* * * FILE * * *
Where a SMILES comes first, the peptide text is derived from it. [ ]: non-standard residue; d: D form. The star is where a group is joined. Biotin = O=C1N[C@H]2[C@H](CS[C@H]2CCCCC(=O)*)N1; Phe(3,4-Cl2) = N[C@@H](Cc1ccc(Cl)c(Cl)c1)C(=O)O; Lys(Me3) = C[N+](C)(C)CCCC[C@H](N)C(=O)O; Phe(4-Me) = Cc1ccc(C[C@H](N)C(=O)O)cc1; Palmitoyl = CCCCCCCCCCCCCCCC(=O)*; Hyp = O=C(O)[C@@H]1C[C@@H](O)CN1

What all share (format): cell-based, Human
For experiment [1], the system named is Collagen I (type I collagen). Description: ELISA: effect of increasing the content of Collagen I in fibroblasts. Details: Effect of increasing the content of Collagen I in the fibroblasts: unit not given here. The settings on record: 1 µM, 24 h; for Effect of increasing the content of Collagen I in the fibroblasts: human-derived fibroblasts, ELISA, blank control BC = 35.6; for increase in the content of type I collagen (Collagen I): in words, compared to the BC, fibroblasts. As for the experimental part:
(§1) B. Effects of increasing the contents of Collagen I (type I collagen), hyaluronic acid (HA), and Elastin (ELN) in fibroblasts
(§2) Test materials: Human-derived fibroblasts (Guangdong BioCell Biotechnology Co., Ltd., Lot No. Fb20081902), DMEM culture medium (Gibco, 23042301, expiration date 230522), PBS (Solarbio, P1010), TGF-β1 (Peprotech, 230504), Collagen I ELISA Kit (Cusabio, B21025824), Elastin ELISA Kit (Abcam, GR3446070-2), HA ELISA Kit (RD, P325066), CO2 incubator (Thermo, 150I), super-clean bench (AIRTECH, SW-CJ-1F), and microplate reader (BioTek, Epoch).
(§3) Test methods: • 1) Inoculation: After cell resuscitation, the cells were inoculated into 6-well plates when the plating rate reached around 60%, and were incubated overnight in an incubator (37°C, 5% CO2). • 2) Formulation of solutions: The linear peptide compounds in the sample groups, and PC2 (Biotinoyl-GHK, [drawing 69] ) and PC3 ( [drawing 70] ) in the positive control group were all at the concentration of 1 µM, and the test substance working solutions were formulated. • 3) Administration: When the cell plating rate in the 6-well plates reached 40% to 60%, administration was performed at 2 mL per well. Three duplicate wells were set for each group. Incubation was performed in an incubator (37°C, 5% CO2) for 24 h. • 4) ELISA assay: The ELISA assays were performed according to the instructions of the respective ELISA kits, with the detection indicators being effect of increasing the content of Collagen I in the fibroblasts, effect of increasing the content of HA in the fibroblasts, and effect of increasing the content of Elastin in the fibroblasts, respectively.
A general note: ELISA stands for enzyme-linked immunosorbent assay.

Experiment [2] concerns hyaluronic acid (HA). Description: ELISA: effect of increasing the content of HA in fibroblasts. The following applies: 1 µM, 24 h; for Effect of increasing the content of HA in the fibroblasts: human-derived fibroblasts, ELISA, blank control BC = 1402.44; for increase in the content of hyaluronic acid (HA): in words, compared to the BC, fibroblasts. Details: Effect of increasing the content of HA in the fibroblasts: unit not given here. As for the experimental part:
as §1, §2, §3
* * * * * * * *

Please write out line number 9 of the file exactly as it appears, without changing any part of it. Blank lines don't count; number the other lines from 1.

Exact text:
as §1, §2, §3